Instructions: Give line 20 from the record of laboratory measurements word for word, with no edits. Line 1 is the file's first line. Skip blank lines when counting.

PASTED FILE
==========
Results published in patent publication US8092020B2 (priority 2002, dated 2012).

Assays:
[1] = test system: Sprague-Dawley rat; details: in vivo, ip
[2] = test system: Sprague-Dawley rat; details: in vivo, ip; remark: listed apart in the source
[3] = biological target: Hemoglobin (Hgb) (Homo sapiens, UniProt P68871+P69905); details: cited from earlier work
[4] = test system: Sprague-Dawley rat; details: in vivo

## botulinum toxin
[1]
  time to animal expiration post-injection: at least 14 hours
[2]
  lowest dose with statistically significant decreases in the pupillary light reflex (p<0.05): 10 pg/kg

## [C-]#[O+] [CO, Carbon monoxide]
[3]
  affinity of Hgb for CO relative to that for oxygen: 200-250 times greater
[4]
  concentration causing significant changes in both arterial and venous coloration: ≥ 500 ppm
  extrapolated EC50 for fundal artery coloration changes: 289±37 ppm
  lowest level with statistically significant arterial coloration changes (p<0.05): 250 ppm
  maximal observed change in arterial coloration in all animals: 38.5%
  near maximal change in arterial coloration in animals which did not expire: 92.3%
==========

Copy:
  near maximal change in arterial coloration in animals which did not expire: 92.3%